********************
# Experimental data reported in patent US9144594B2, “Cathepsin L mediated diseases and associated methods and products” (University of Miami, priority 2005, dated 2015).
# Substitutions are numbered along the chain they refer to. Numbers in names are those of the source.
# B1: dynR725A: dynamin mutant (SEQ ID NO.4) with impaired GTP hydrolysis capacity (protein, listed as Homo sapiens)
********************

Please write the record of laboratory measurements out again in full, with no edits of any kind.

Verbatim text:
# Experimental data reported in patent US9144594B2, “Cathepsin L mediated diseases and associated methods and products” (University of Miami, priority 2005, dated 2015).
# Substitutions are numbered along the chain they refer to. Numbers in names are those of the source.
# B1: dynR725A: dynamin mutant (SEQ ID NO.4) with impaired GTP hydrolysis capacity (protein, listed as Homo sapiens)